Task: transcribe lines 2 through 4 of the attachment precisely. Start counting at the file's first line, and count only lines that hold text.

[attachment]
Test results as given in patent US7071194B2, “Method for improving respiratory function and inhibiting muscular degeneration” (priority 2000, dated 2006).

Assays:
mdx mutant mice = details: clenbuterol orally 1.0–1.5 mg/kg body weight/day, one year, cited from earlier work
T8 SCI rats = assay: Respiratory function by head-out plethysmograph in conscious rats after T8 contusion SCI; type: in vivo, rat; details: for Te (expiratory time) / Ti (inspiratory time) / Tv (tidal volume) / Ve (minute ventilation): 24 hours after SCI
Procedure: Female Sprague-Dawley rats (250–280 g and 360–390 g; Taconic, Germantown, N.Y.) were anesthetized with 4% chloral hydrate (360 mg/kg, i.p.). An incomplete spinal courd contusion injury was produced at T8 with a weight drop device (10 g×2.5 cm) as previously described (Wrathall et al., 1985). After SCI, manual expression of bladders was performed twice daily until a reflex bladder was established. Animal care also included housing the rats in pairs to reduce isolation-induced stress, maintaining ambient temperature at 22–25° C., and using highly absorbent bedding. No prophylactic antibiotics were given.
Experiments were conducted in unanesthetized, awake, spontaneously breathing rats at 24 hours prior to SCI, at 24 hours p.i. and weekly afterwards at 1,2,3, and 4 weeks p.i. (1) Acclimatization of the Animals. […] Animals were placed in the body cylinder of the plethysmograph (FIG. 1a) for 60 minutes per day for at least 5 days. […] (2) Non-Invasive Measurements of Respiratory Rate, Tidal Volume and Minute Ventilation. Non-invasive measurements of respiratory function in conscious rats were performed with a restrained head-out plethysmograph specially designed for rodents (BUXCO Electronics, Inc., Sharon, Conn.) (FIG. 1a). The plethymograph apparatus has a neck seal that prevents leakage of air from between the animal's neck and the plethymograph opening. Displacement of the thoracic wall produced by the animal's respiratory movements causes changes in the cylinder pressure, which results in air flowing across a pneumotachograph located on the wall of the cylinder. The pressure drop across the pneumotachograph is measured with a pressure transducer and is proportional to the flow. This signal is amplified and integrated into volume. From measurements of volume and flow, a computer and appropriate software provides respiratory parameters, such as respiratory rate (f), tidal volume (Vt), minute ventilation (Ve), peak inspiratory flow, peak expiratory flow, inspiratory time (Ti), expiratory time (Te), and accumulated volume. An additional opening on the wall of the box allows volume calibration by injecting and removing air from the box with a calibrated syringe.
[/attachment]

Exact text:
Assays:
mdx mutant mice = details: clenbuterol orally 1.0–1.5 mg/kg body weight/day, one year, cited from earlier work
T8 SCI rats = assay: Respiratory function by head-out plethysmograph in conscious rats after T8 contusion SCI; type: in vivo, rat; details: for Te (expiratory time) / Ti (inspiratory time) / Tv (tidal volume) / Ve (minute ventilation): 24 hours after SCI